McALLEN — President Donald Trump sat at a U-shaped table in the Border Patrol station here earlier this month surrounded by mostly federal law enforcement, statewide politicians and the two Texas senators, who all helped Trump make his case for building a wall on the southwest border.
After 60 minutes, Sen. John Cornyn, R-TX, asked the president if he could speak for a second time. The first time, Cornyn talked about the vulnerabilities of the border. But the second time, Cornyn looked at a couple rows of people not sitting at the table, who received invitations to attend the discussion but not to speak with the president.
“I just want to acknowledge all the local officials here — the mayors, the county judges, the others — who support these men and women who wear the green and blue uniforms, and who basically end up trying to manage this humanitarian crisis that’s flood across the border because of the gaps in our law that you’ve already described,” Cornyn said.
McAllen Mayor Jim Darling, Pharr Mayor Dr. Ambrosio Hernandez, Sister Norma Pimentel and other locals were on hand.
“I wonder, if you wouldn’t mind, if we asked them to stand and we could recognize them and thank them for what they’re doing,” Cornyn said. The locals stood up and the room applauded.
“That’s great,” Trump said. “Thank you very much, thank you John.”
Therein lies Cornyn’s conundrum, according to some of his friends in South Texas: supporting his party’s president while also listening to locals in the Rio Grande Valley, many of whom disagree with Trump’s stance on a border wall. In hopes of keeping the conversation local, after Trump toured the McAllen area earlier this month, Cornyn hosted mayors, county judges and other local officials from across the region for a roundtable, which Sen. Ted Cruz, R-TX, also attended.
Cornyn took what he learned from that roundtable to the Senate floor in the Capitol this week.
“I remember specifically my friend, Judge Eddie Trevino, the county judge of Cameron County, Texas, that’s where Brownsville, Texas is, who said, ‘if it’s the Border Patrol and Customs and Border Protection telling us what we need in order to secure the border, we’re all in,’ he said. ‘But if it’s people up in Washington, D.C. making political judgments — politicians trying to micromanage how the border can be secured, we remain deeply skeptical.’
“I think those wise words ought to guide us in our discussions going forward,” Cornyn said.
The government had been shut down for 35 days over border wall funding that Congressional Democrats refused to vote for. On Friday, Trump caved to U.S. House Speaker Nancy Pelosi, D-Calif, and Congress voted on a temporary spending bill that did not include any wall funding, which Trump signed. But the debate over a border wall is not expected to end, and Cornyn will likely continue consulting his friends and officials in South Texas.
“Listening to the debate in Washington on border security, for example, I think there are a lot of people who frankly don’t understand the complexity but also the benefit that the border region brings to the rest of the country,” Cornyn said in an interview after an event he held in Harlingen this week.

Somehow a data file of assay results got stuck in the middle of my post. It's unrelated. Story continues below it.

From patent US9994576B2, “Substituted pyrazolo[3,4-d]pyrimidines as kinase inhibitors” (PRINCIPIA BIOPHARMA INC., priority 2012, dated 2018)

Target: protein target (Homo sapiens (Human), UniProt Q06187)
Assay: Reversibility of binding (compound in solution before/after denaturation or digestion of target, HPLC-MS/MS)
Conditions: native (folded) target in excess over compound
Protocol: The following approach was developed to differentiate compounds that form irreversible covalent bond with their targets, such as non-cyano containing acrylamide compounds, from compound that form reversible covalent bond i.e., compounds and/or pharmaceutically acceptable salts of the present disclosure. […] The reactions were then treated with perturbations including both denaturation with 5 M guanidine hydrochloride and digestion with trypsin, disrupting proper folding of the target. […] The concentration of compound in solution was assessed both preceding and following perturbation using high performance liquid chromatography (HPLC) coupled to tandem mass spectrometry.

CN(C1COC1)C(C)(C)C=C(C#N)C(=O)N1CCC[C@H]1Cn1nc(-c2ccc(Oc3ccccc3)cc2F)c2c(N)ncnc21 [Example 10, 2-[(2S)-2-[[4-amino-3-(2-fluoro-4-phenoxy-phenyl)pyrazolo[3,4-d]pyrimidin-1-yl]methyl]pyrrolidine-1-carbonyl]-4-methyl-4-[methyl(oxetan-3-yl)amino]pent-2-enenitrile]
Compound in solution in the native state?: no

Cornyn has emphasized bringing Senate colleagues to the Valley over the years, in hopes of helping them understand the nuances of the region. But the debate in Washington has mostly ignored those nuances, which Cornyn acknowledged this week has been tough for him. Cornyn’s friends have noticed that, too.
“I think he’s having more issues with the fighting, because he’s a uniter,” said Rigo Villarreal, Superintendent of two international bridges in Hidalgo County and an old friend of Cornyn’s. “He’s not used to dividing.”
Villarreal noted Cornyn may be a bit frustrated trying to maneuver a compromise around an issue that he understands but few of his colleagues do. Not to mention Trump. But Cornyn’s approach is not one for show, as the president may prefer.
“The deal with Cornyn is — let’s take President Trump as an example. He doesn’t agree with everything Trump is doing. But he’s not the type to publicly contradict him. Privately, he may tell him, ‘hey, Mr. President, why don’t we do it this way, maybe we try these things,’” Villarreal said in an interview. “Publicly, it’s not his style.”
McAllen Mayor Jim Darling, who has also known Cornyn for years, also noticed the senator’s unique position. During his two-and-a-half terms in office, Cornyn has visited the Valley more than any of his colleagues and has established friendships with many people in South Texas, Darling said.
“But the conversation in Washington is different than the one here,” Darling said in an interview after Cornyn hosted the roundtable the same day Trump was in town. “And he knows that because he listens to us.”
“I, for one, would rather listen to the experts,” Cornyn said after meeting with the local officials after Trump left town.
But will Cornyn’s colleagues do the same?